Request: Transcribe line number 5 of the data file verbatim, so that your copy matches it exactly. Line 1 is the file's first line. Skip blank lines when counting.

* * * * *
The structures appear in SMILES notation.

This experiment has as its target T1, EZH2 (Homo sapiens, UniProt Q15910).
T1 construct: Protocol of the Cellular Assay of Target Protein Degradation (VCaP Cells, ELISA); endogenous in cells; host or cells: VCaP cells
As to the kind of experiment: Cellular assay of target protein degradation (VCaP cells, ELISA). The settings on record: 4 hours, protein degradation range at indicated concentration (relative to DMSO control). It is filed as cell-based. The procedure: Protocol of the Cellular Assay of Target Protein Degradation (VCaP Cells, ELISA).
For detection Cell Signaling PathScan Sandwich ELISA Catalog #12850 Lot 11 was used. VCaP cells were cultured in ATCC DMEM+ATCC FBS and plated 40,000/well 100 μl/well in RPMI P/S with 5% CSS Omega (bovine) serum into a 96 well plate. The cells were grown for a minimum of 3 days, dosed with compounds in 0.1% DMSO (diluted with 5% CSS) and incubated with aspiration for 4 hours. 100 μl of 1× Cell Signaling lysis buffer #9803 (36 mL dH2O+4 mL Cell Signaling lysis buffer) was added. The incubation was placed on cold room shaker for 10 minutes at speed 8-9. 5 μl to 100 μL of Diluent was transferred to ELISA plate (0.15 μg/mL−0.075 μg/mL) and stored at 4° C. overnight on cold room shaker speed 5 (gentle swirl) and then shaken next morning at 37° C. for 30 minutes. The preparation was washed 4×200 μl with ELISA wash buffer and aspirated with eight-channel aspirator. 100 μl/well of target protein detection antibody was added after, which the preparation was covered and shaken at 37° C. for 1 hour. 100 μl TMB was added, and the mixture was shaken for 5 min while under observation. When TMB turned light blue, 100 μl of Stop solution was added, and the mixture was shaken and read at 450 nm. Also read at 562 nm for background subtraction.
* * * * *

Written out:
For detection Cell Signaling PathScan Sandwich ELISA Catalog #12850 Lot 11 was used. VCaP cells were cultured in ATCC DMEM+ATCC FBS and plated 40,000/well 100 μl/well in RPMI P/S with 5% CSS Omega (bovine) serum into a 96 well plate. The cells were grown for a minimum of 3 days, dosed with compounds in 0.1% DMSO (diluted with 5% CSS) and incubated with aspiration for 4 hours. 100 μl of 1× Cell Signaling lysis buffer #9803 (36 mL dH2O+4 mL Cell Signaling lysis buffer) was added. The incubation was placed on cold room shaker for 10 minutes at speed 8-9. 5 μl to 100 μL of Diluent was transferred to ELISA plate (0.15 μg/mL−0.075 μg/mL) and stored at 4° C. overnight on cold room shaker speed 5 (gentle swirl) and then shaken next morning at 37° C. for 30 minutes. The preparation was washed 4×200 μl with ELISA wash buffer and aspirated with eight-channel aspirator. 100 μl/well of target protein detection antibody was added after, which the preparation was covered and shaken at 37° C. for 1 hour. 100 μl TMB was added, and the mixture was shaken for 5 min while under observation. When TMB turned light blue, 100 μl of Stop solution was added, and the mixture was shaken and read at 450 nm. Also read at 562 nm for background subtraction.